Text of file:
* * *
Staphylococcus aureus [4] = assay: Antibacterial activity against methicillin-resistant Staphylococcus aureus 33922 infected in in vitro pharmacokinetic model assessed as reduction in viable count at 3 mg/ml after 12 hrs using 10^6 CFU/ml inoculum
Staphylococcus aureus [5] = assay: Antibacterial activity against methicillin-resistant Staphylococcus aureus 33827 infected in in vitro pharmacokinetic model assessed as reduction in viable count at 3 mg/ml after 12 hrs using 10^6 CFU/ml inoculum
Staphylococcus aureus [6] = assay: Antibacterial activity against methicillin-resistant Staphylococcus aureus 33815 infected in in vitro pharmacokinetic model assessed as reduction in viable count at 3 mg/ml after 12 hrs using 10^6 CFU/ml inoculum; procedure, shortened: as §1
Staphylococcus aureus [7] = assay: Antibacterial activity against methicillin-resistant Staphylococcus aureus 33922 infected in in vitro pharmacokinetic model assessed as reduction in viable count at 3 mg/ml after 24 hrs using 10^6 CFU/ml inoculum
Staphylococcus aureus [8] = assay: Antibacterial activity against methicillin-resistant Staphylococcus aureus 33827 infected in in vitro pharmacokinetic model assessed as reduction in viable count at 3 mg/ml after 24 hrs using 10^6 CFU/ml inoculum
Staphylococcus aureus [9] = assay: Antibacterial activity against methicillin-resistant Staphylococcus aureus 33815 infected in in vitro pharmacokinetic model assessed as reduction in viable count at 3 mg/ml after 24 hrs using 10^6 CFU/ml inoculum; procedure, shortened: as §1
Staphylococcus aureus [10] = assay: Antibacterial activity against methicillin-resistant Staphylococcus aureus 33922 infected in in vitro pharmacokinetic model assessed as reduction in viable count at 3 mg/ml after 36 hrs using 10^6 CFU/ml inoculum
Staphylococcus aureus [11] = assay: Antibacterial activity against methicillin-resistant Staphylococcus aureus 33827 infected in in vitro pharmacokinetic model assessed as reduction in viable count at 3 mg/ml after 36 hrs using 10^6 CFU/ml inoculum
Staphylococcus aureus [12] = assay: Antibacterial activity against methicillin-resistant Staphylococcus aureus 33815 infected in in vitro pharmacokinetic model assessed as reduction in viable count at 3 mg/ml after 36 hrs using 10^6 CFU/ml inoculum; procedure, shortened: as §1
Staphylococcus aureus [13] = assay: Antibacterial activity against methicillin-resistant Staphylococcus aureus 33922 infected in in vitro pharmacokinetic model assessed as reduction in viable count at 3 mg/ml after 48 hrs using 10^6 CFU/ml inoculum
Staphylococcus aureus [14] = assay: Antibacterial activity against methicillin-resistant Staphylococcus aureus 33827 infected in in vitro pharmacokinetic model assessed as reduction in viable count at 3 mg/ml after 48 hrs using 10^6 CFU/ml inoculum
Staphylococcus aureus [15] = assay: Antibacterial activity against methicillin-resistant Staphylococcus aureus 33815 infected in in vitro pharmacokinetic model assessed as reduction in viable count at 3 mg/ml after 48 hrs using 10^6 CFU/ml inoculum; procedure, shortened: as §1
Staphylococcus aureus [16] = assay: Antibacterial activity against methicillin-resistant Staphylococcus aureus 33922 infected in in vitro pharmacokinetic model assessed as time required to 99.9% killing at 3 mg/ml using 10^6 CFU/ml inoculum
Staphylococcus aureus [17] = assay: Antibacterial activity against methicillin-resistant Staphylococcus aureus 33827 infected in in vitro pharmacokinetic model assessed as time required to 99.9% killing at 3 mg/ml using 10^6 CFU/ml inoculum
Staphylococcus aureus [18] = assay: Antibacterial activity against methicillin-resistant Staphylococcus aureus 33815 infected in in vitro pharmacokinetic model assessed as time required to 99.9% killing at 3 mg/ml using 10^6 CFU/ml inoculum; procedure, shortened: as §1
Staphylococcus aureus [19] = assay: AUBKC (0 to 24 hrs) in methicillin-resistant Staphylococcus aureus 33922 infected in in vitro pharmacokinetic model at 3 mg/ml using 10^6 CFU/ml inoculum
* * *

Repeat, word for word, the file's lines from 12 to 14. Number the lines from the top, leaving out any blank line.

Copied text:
Staphylococcus aureus [15] = assay: Antibacterial activity against methicillin-resistant Staphylococcus aureus 33815 infected in in vitro pharmacokinetic model assessed as reduction in viable count at 3 mg/ml after 48 hrs using 10^6 CFU/ml inoculum; procedure, shortened: as §1
Staphylococcus aureus [16] = assay: Antibacterial activity against methicillin-resistant Staphylococcus aureus 33922 infected in in vitro pharmacokinetic model assessed as time required to 99.9% killing at 3 mg/ml using 10^6 CFU/ml inoculum
Staphylococcus aureus [17] = assay: Antibacterial activity against methicillin-resistant Staphylococcus aureus 33827 infected in in vitro pharmacokinetic model assessed as time required to 99.9% killing at 3 mg/ml using 10^6 CFU/ml inoculum